Please! Do Not Reveal the End of This Picture… again
I was sorely tempted to dig up the old James Agee review of Psycho from 1960, change a few adjectives and update the references – but I doubt anybody would get the joke.
Director Gus Van Zandt has given a lot of reasons (defenses) as to why he made a remake of Psycho. He wanted to know what it was like to make that movie. He was thinking that a lot of young people have never seen it and he wanted to show it to them. And of course: why not? But I tend to think of it more in terms of an analogy he made to a band doing a straight cover of a classic recording.
This is something that’s never been done before. Sure, there’ve been filmmakers who have remade films as close to the original, especially to take advantage of new technology, such as when they reshot The Unholy Three in sound. But here we have a case of another artist reproducing the work of a genius, for little more reason than curiosity’s sake.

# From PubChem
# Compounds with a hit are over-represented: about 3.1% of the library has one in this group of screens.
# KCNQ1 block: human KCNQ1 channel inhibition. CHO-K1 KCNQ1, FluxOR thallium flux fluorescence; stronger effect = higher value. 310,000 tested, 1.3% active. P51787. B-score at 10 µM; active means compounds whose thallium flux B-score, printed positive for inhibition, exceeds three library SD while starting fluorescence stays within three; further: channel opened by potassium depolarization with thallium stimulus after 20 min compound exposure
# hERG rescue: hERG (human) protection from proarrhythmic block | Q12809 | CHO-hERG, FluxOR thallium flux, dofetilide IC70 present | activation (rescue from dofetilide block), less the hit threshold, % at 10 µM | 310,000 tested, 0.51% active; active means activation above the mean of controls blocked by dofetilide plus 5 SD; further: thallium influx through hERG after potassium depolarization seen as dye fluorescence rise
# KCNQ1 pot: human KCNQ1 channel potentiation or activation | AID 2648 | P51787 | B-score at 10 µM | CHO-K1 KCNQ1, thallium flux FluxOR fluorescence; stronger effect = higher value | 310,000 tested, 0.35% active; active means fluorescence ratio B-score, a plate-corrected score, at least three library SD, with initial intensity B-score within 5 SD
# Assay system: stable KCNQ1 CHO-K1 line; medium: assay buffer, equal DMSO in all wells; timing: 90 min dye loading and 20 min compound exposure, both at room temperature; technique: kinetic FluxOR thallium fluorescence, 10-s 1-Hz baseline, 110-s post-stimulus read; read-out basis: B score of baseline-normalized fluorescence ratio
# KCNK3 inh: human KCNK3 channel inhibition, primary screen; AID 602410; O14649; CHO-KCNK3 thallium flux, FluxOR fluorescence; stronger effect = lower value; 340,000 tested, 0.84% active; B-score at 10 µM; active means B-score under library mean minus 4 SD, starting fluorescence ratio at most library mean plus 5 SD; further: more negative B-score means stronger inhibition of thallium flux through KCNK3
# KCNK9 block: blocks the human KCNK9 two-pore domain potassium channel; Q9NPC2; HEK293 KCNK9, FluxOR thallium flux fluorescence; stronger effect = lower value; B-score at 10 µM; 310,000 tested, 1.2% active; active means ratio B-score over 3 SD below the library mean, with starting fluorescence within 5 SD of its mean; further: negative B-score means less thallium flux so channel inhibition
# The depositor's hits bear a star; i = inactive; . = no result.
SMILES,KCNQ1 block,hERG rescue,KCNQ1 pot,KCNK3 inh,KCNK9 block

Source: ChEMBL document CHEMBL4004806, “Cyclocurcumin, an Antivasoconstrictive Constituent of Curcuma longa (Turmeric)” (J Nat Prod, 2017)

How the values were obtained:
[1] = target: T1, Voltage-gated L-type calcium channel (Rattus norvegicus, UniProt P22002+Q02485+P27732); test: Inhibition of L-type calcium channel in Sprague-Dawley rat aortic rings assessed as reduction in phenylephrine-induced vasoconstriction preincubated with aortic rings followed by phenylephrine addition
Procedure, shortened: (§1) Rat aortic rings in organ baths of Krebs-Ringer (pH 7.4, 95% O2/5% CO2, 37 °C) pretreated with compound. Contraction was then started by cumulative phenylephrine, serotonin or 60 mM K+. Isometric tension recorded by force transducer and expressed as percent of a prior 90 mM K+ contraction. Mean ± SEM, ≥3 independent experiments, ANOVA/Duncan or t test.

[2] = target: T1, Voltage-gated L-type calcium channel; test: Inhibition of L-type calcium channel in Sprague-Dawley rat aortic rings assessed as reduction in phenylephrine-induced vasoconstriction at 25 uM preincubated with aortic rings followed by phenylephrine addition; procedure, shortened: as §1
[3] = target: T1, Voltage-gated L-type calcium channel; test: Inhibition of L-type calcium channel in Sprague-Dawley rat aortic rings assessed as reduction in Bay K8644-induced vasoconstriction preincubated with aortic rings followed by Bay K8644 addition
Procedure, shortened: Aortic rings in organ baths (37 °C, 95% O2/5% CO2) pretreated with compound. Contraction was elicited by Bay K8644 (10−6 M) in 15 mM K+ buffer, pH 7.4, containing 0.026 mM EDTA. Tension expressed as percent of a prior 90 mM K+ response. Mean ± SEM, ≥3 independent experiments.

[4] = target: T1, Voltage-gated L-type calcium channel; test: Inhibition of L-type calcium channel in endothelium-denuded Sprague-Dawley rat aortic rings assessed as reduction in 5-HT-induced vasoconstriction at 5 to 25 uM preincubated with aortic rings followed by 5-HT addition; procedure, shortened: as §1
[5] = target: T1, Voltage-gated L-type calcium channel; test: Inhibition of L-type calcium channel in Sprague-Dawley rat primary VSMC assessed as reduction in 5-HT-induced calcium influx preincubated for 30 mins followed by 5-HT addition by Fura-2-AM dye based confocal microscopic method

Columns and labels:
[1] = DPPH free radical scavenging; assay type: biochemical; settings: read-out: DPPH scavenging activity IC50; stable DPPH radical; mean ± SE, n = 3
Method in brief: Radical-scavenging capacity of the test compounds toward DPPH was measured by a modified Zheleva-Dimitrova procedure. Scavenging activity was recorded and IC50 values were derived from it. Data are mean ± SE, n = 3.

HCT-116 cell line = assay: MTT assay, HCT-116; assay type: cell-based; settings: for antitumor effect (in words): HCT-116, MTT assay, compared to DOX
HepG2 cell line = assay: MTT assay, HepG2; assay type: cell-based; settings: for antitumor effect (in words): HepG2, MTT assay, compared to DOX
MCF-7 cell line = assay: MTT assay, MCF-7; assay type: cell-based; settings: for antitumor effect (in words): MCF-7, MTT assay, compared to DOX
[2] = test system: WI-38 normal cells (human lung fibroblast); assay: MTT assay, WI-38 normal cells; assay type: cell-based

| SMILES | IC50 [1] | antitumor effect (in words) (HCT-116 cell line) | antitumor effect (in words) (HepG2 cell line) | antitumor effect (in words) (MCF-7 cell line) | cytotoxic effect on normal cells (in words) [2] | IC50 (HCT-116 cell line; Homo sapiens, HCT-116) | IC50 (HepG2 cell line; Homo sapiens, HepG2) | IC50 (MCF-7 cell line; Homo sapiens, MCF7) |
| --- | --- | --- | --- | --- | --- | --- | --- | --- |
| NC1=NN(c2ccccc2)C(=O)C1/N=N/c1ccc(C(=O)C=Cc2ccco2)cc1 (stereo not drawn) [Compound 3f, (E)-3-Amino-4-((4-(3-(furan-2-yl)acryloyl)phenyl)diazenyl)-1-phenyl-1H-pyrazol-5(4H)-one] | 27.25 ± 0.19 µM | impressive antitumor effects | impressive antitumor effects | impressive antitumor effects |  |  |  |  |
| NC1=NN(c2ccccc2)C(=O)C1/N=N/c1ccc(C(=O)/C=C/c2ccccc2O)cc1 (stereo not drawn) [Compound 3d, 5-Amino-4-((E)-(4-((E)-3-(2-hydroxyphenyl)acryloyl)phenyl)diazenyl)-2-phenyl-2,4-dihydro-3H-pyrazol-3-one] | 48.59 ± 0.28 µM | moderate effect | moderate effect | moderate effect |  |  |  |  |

I’ll admit, I’m game for any bit of cinematic oddity. Van Zandt’s Psycho is a singular work precisely because it’s such a copy – the experience surely works for those who have never seen the original, and I saw plenty of patrons jumping in their seats at the screening I attended – but it also works in a completely different way for those of us that are very familiar with it.
Here is a thriller that I’ve seen many times before, yet this is also the first time. The turns of the plot hold no suspense, other than wondering where Van Zandt will stray from the template. Yet, I found myself growing fond of Anne Heche’s Marion Crane just as I had Janet Leigh’s, however I was totally resigned to the fact that she would have to go. Vince Vaughn’s acting suffers in comparison to Anthony Perkins. He makes a stab at doing something different, playing Norman Bates as more of a giggly misfit, but comes off something akin to a tall, broad-shouldered Peter Lorre. Julianne Moore truly scores by fleshing out and loosening up the part of the tight-ass sister, making Vera Miles’ original interpretation seem frigid while pushing Viggo Mortensen into the scenery.
Overall, this is an interesting but forgettable way to spend a couple of hours – hardly worth the uproar. Remember how riled up people got in the ’70s over the remake of King Kong? Not many do, and not many will think too much about this year’s Psycho in a decade or two.